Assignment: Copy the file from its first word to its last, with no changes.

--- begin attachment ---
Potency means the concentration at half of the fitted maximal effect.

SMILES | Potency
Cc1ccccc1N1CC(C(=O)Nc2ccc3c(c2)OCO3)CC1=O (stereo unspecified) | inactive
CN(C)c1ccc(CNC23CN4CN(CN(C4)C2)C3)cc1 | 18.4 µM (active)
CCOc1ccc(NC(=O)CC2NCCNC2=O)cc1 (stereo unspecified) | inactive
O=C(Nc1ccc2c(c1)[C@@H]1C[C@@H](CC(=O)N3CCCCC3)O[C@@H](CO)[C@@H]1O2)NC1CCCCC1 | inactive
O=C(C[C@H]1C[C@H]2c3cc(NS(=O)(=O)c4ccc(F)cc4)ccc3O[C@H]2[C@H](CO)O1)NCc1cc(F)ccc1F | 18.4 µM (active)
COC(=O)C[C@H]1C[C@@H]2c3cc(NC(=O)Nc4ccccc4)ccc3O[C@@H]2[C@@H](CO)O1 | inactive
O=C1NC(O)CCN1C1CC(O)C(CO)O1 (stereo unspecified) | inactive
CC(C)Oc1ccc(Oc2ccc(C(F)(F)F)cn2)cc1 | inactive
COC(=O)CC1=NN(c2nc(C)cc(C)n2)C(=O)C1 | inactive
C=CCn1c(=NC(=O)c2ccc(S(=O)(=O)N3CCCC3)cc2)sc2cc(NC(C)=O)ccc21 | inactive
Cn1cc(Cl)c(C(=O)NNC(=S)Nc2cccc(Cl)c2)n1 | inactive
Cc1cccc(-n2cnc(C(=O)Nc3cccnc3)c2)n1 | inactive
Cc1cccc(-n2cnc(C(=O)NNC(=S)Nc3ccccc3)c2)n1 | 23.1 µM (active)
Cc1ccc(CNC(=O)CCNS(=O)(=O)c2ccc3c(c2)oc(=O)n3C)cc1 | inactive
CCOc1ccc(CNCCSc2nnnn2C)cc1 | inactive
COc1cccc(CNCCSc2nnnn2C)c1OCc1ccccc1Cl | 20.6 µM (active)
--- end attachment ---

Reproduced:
Potency means the concentration at half of the fitted maximal effect.

SMILES | Potency
Cc1ccccc1N1CC(C(=O)Nc2ccc3c(c2)OCO3)CC1=O (stereo unspecified) | inactive
CN(C)c1ccc(CNC23CN4CN(CN(C4)C2)C3)cc1 | 18.4 µM (active)
CCOc1ccc(NC(=O)CC2NCCNC2=O)cc1 (stereo unspecified) | inactive
O=C(Nc1ccc2c(c1)[C@@H]1C[C@@H](CC(=O)N3CCCCC3)O[C@@H](CO)[C@@H]1O2)NC1CCCCC1 | inactive
O=C(C[C@H]1C[C@H]2c3cc(NS(=O)(=O)c4ccc(F)cc4)ccc3O[C@H]2[C@H](CO)O1)NCc1cc(F)ccc1F | 18.4 µM (active)
COC(=O)C[C@H]1C[C@@H]2c3cc(NC(=O)Nc4ccccc4)ccc3O[C@@H]2[C@@H](CO)O1 | inactive
O=C1NC(O)CCN1C1CC(O)C(CO)O1 (stereo unspecified) | inactive
CC(C)Oc1ccc(Oc2ccc(C(F)(F)F)cn2)cc1 | inactive
COC(=O)CC1=NN(c2nc(C)cc(C)n2)C(=O)C1 | inactive
C=CCn1c(=NC(=O)c2ccc(S(=O)(=O)N3CCCC3)cc2)sc2cc(NC(C)=O)ccc21 | inactive
Cn1cc(Cl)c(C(=O)NNC(=S)Nc2cccc(Cl)c2)n1 | inactive
Cc1cccc(-n2cnc(C(=O)Nc3cccnc3)c2)n1 | inactive
Cc1cccc(-n2cnc(C(=O)NNC(=S)Nc3ccccc3)c2)n1 | 23.1 µM (active)
Cc1ccc(CNC(=O)CCNS(=O)(=O)c2ccc3c(c2)oc(=O)n3C)cc1 | inactive
CCOc1ccc(CNCCSc2nnnn2C)cc1 | inactive
COc1cccc(CNCCSc2nnnn2C)c1OCc1ccccc1Cl | 20.6 µM (active)